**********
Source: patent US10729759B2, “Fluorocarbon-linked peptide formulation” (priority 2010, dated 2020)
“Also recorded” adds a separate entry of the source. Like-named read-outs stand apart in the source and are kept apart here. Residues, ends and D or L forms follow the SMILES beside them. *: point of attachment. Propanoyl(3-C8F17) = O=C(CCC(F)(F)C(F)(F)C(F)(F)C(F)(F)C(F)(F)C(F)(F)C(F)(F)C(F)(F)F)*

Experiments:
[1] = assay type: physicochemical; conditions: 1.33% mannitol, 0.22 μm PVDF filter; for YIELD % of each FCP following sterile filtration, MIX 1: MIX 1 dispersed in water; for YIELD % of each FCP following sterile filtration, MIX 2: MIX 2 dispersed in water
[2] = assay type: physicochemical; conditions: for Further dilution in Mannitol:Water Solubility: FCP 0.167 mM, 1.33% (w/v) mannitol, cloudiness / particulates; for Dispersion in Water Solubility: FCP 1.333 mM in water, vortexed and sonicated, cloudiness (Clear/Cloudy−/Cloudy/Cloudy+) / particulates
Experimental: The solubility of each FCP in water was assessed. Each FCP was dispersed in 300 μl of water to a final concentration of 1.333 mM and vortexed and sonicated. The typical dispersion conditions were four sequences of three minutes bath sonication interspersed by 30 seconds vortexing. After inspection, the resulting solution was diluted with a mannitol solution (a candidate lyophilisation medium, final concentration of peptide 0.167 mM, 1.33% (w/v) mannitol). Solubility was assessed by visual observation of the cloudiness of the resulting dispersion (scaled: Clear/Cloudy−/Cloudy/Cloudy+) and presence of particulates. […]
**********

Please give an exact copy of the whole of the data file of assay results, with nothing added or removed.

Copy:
Source: patent US10729759B2, “Fluorocarbon-linked peptide formulation” (priority 2010, dated 2020)
“Also recorded” adds a separate entry of the source. Like-named read-outs stand apart in the source and are kept apart here. Residues, ends and D or L forms follow the SMILES beside them. *: point of attachment. Propanoyl(3-C8F17) = O=C(CCC(F)(F)C(F)(F)C(F)(F)C(F)(F)C(F)(F)C(F)(F)C(F)(F)C(F)(F)F)*

Experiments:
[1] = assay type: physicochemical; conditions: 1.33% mannitol, 0.22 μm PVDF filter; for YIELD % of each FCP following sterile filtration, MIX 1: MIX 1 dispersed in water; for YIELD % of each FCP following sterile filtration, MIX 2: MIX 2 dispersed in water
[2] = assay type: physicochemical; conditions: for Further dilution in Mannitol:Water Solubility: FCP 0.167 mM, 1.33% (w/v) mannitol, cloudiness / particulates; for Dispersion in Water Solubility: FCP 1.333 mM in water, vortexed and sonicated, cloudiness (Clear/Cloudy−/Cloudy/Cloudy+) / particulates
Experimental: The solubility of each FCP in water was assessed. Each FCP was dispersed in 300 μl of water to a final concentration of 1.333 mM and vortexed and sonicated. The typical dispersion conditions were four sequences of three minutes bath sonication interspersed by 30 seconds vortexing. After inspection, the resulting solution was diluted with a mannitol solution (a candidate lyophilisation medium, final concentration of peptide 0.167 mM, 1.33% (w/v) mannitol). Solubility was assessed by visual observation of the cloudiness of the resulting dispersion (scaled: Clear/Cloudy−/Cloudy/Cloudy+) and presence of particulates. […]